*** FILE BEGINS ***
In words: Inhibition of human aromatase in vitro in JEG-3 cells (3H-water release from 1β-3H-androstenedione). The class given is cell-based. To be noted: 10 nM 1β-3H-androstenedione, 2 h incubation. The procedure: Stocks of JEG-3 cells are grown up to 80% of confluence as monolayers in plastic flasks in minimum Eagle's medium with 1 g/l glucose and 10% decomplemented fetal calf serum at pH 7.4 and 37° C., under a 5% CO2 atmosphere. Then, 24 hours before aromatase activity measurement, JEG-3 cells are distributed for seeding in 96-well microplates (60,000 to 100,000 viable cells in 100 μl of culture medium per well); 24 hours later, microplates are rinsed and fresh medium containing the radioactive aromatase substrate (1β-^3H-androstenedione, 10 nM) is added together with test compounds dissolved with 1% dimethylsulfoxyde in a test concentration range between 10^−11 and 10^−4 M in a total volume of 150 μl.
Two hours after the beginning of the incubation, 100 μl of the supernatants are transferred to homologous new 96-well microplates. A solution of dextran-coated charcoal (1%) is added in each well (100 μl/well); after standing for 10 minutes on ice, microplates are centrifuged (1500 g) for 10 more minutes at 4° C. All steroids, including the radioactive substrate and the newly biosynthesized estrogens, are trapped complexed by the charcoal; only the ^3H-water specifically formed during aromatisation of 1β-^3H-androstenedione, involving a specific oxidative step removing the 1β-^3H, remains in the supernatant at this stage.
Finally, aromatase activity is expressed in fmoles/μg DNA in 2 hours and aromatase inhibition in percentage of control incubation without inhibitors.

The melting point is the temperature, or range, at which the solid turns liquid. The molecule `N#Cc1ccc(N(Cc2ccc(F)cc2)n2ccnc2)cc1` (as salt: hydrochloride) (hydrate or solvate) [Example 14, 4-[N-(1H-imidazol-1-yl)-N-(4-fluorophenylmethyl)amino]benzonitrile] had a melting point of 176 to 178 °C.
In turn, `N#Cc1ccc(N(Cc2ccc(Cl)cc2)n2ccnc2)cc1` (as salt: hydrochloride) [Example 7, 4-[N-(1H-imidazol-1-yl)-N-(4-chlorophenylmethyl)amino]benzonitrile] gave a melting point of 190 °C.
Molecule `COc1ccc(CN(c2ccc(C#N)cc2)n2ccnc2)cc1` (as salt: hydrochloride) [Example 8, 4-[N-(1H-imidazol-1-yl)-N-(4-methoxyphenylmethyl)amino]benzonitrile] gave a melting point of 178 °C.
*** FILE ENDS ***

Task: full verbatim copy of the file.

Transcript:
In words: Inhibition of human aromatase in vitro in JEG-3 cells (3H-water release from 1β-3H-androstenedione). The class given is cell-based. To be noted: 10 nM 1β-3H-androstenedione, 2 h incubation. The procedure: Stocks of JEG-3 cells are grown up to 80% of confluence as monolayers in plastic flasks in minimum Eagle's medium with 1 g/l glucose and 10% decomplemented fetal calf serum at pH 7.4 and 37° C., under a 5% CO2 atmosphere. Then, 24 hours before aromatase activity measurement, JEG-3 cells are distributed for seeding in 96-well microplates (60,000 to 100,000 viable cells in 100 μl of culture medium per well); 24 hours later, microplates are rinsed and fresh medium containing the radioactive aromatase substrate (1β-^3H-androstenedione, 10 nM) is added together with test compounds dissolved with 1% dimethylsulfoxyde in a test concentration range between 10^−11 and 10^−4 M in a total volume of 150 μl.
Two hours after the beginning of the incubation, 100 μl of the supernatants are transferred to homologous new 96-well microplates. A solution of dextran-coated charcoal (1%) is added in each well (100 μl/well); after standing for 10 minutes on ice, microplates are centrifuged (1500 g) for 10 more minutes at 4° C. All steroids, including the radioactive substrate and the newly biosynthesized estrogens, are trapped complexed by the charcoal; only the ^3H-water specifically formed during aromatisation of 1β-^3H-androstenedione, involving a specific oxidative step removing the 1β-^3H, remains in the supernatant at this stage.
Finally, aromatase activity is expressed in fmoles/μg DNA in 2 hours and aromatase inhibition in percentage of control incubation without inhibitors.

The melting point is the temperature, or range, at which the solid turns liquid. The molecule `N#Cc1ccc(N(Cc2ccc(F)cc2)n2ccnc2)cc1` (as salt: hydrochloride) (hydrate or solvate) [Example 14, 4-[N-(1H-imidazol-1-yl)-N-(4-fluorophenylmethyl)amino]benzonitrile] had a melting point of 176 to 178 °C.
In turn, `N#Cc1ccc(N(Cc2ccc(Cl)cc2)n2ccnc2)cc1` (as salt: hydrochloride) [Example 7, 4-[N-(1H-imidazol-1-yl)-N-(4-chlorophenylmethyl)amino]benzonitrile] gave a melting point of 190 °C.
Molecule `COc1ccc(CN(c2ccc(C#N)cc2)n2ccnc2)cc1` (as salt: hydrochloride) [Example 8, 4-[N-(1H-imidazol-1-yl)-N-(4-methoxyphenylmethyl)amino]benzonitrile] gave a melting point of 178 °C.